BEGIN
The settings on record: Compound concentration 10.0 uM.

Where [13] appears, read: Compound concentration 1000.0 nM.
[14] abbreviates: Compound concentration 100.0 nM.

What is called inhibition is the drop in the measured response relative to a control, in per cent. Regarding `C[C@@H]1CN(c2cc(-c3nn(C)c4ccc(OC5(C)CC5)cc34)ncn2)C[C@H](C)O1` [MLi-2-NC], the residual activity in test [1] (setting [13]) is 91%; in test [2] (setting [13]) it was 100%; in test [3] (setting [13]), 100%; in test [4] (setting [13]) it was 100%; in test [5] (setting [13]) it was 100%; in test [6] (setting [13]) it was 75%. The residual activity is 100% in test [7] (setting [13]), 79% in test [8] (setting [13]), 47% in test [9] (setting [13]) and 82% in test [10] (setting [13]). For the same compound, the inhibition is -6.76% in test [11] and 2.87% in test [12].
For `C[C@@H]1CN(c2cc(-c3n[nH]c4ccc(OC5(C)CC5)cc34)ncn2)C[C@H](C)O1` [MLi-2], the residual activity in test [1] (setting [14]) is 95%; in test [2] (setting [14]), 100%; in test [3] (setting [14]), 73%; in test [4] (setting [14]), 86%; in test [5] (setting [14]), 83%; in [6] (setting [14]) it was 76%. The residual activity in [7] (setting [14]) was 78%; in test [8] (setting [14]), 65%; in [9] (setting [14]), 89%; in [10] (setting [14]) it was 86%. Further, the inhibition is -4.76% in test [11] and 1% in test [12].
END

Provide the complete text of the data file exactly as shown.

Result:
The settings on record: Compound concentration 10.0 uM.

Where [13] appears, read: Compound concentration 1000.0 nM.
[14] abbreviates: Compound concentration 100.0 nM.

What is called inhibition is the drop in the measured response relative to a control, in per cent. Regarding `C[C@@H]1CN(c2cc(-c3nn(C)c4ccc(OC5(C)CC5)cc34)ncn2)C[C@H](C)O1` [MLi-2-NC], the residual activity in test [1] (setting [13]) is 91%; in test [2] (setting [13]) it was 100%; in test [3] (setting [13]), 100%; in test [4] (setting [13]) it was 100%; in test [5] (setting [13]) it was 100%; in test [6] (setting [13]) it was 75%. The residual activity is 100% in test [7] (setting [13]), 79% in test [8] (setting [13]), 47% in test [9] (setting [13]) and 82% in test [10] (setting [13]). For the same compound, the inhibition is -6.76% in test [11] and 2.87% in test [12].
For `C[C@@H]1CN(c2cc(-c3n[nH]c4ccc(OC5(C)CC5)cc34)ncn2)C[C@H](C)O1` [MLi-2], the residual activity in test [1] (setting [14]) is 95%; in test [2] (setting [14]), 100%; in test [3] (setting [14]), 73%; in test [4] (setting [14]), 86%; in test [5] (setting [14]), 83%; in [6] (setting [14]) it was 76%. The residual activity in [7] (setting [14]) was 78%; in test [8] (setting [14]), 65%; in [9] (setting [14]), 89%; in [10] (setting [14]) it was 86%. Further, the inhibition is -4.76% in test [11] and 1% in test [12].